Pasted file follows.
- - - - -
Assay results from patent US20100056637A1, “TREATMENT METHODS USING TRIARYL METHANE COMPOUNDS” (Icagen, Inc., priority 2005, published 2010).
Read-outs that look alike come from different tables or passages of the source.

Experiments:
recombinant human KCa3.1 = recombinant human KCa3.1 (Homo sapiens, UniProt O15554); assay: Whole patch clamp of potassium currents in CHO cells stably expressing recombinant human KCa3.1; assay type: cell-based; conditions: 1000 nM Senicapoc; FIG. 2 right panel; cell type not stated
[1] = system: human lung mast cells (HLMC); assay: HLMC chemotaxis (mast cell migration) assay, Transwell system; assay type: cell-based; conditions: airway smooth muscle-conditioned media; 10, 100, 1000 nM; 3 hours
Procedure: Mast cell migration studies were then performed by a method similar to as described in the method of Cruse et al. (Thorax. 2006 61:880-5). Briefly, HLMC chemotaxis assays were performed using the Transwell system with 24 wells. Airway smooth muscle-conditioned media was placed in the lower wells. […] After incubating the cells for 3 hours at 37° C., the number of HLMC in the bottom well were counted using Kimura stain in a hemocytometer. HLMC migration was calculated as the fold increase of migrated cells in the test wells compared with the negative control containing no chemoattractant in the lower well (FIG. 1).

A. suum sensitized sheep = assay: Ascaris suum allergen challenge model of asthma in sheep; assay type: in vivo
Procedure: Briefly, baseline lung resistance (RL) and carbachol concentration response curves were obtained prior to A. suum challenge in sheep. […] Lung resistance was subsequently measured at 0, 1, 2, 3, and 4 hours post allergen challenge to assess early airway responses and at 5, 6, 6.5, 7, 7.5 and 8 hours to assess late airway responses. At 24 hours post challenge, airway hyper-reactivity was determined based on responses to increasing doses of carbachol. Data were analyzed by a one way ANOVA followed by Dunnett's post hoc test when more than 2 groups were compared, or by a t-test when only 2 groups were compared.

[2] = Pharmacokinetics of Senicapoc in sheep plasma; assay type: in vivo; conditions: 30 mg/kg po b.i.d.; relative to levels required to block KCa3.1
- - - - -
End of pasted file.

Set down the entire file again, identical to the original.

Assay results from patent US20100056637A1, “TREATMENT METHODS USING TRIARYL METHANE COMPOUNDS” (Icagen, Inc., priority 2005, published 2010).
Read-outs that look alike come from different tables or passages of the source.

Experiments:
recombinant human KCa3.1 = recombinant human KCa3.1 (Homo sapiens, UniProt O15554); assay: Whole patch clamp of potassium currents in CHO cells stably expressing recombinant human KCa3.1; assay type: cell-based; conditions: 1000 nM Senicapoc; FIG. 2 right panel; cell type not stated
[1] = system: human lung mast cells (HLMC); assay: HLMC chemotaxis (mast cell migration) assay, Transwell system; assay type: cell-based; conditions: airway smooth muscle-conditioned media; 10, 100, 1000 nM; 3 hours
Procedure: Mast cell migration studies were then performed by a method similar to as described in the method of Cruse et al. (Thorax. 2006 61:880-5). Briefly, HLMC chemotaxis assays were performed using the Transwell system with 24 wells. Airway smooth muscle-conditioned media was placed in the lower wells. […] After incubating the cells for 3 hours at 37° C., the number of HLMC in the bottom well were counted using Kimura stain in a hemocytometer. HLMC migration was calculated as the fold increase of migrated cells in the test wells compared with the negative control containing no chemoattractant in the lower well (FIG. 1).

A. suum sensitized sheep = assay: Ascaris suum allergen challenge model of asthma in sheep; assay type: in vivo
Procedure: Briefly, baseline lung resistance (RL) and carbachol concentration response curves were obtained prior to A. suum challenge in sheep. […] Lung resistance was subsequently measured at 0, 1, 2, 3, and 4 hours post allergen challenge to assess early airway responses and at 5, 6, 6.5, 7, 7.5 and 8 hours to assess late airway responses. At 24 hours post challenge, airway hyper-reactivity was determined based on responses to increasing doses of carbachol. Data were analyzed by a one way ANOVA followed by Dunnett's post hoc test when more than 2 groups were compared, or by a t-test when only 2 groups were compared.

[2] = Pharmacokinetics of Senicapoc in sheep plasma; assay type: in vivo; conditions: 30 mg/kg po b.i.d.; relative to levels required to block KCa3.1